Government begins internal review of IAEA draft pactMarch 13th, 2008 - 12:52 am ICT by admin
New Delhi, March 12 (IANS) Days before the UPA-Left meeting on the nuclear deal, the government Wednesday began a preliminary review of India’s draft pact reached with the International Atomic Energy Agency (IAEA), aimed at convincing its allies about the effectiveness of the pact. Ravi B. Grover, head of the Strategic Planning Group of the Department of Atomic Energy who lead the Indian delegation to Vienna, briefed members of the Atomic Energy Commission, headed by Anil Kakodkar, on the India-specific safeguards pact with IAEA.
This will be followed by a series of high-level discussions within the government on the specifics of the draft agreement that acknowledges India’s unique status as a country that has not signed the Nuclear Non-Proliferation Treaty (NPT) but still wishes to resume global civil nuclear commerce.
The pact seeks to accommodate fuel guarantees and India’s right to take corrective action in case of disruption in fuel supplies, which find mention in the 123 India-US bilateral agreement.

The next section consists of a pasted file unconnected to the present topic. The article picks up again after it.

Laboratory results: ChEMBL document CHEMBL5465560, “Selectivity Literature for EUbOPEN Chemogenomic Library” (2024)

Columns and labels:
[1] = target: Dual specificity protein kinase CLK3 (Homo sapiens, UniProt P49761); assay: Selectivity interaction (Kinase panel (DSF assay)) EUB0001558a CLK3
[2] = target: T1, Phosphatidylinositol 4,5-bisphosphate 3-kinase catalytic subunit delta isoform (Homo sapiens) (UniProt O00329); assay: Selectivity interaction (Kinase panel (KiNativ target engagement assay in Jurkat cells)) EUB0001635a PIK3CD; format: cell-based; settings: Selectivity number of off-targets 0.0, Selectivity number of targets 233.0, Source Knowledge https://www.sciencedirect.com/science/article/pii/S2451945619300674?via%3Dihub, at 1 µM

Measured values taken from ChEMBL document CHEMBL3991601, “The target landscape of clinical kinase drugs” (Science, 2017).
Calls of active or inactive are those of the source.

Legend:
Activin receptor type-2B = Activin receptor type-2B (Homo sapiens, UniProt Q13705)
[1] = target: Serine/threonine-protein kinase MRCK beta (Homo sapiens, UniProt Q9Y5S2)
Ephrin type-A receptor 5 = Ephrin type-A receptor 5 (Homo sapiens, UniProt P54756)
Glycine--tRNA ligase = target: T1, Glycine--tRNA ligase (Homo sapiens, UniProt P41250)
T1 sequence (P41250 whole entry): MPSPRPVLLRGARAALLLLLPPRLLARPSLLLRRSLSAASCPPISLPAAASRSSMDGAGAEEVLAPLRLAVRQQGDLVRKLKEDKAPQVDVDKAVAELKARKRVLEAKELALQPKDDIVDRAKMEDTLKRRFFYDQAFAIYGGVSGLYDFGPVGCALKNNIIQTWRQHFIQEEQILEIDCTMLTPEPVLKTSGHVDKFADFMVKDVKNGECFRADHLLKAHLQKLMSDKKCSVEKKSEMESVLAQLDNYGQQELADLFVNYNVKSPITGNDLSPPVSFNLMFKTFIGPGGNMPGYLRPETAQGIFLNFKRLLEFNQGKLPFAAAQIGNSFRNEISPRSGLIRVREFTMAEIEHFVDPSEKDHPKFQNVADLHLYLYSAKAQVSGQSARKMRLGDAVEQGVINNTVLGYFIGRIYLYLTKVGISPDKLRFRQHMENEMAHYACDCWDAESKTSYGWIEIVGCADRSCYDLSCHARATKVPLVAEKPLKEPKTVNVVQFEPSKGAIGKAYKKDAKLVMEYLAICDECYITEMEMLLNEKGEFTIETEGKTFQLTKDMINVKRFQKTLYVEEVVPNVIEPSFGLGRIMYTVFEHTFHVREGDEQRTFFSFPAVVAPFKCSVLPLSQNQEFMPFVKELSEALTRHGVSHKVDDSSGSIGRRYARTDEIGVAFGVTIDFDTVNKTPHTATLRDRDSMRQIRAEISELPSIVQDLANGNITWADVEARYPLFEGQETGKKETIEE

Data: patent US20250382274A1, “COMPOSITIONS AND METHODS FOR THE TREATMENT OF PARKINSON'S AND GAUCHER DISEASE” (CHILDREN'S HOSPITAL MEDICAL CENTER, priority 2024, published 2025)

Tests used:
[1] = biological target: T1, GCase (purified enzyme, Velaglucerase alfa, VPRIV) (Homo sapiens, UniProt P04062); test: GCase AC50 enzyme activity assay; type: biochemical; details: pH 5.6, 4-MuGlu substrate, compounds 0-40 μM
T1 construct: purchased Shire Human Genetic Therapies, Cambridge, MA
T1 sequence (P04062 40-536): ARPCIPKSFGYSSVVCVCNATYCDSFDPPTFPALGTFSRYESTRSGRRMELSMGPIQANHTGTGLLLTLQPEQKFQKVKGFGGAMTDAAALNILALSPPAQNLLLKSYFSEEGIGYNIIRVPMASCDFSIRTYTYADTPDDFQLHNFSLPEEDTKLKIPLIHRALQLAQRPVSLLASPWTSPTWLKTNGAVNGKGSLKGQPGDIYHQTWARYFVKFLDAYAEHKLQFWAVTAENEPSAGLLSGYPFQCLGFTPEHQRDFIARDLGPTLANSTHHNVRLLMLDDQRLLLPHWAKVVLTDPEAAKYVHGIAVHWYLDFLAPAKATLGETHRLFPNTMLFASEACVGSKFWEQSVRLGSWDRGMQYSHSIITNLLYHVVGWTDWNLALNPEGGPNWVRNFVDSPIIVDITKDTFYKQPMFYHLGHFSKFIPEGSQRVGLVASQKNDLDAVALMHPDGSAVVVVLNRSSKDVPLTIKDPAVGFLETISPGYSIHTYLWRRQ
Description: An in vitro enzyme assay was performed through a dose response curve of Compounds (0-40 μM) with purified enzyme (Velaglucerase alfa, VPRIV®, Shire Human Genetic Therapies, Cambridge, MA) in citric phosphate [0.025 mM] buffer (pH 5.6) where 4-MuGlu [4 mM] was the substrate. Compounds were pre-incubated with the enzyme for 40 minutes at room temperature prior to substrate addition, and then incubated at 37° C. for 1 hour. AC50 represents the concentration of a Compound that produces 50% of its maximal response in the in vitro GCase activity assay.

The government will subject its IAEA draft pact to a stringent scrutiny before it shares the same with its Left allies at the next United Progressive Alliance-Left meeting, likely March 17.
The Left allies are likely to question the government’s claim on securing fuel guarantees, as the IAEA technically cannot act as a guarantor of fuel.
The Left parties, opposed to the nuclear deal, have to endorse the pact before the government can proceed with the deal.
The India-US nuclear deal appears headed for an indefinite delay with the government indicating that it is not yet ready to force the issue with the Left parties - a move that can force an early election on the country.
Communist Party of India-Marxist leader Prakash Karat has said that the Left parties will take two to three months to finalise its assessment of the India-IAEA pact.
With the clock ticking away for the nuclear deal, the US has reminded India that it must conclude its pact with the IAEA by May to pave the way for a change in guidelines by the 45-nation Nuclear Suppliers Group (NSG) so that the deal can be ratified by the US Congress by July.
The deal, which aims at restoring global civil nuclear commerce with India after three decades, can become operational only after a change in NSG guidelines and a ratification of the 123 pact by the US Congress.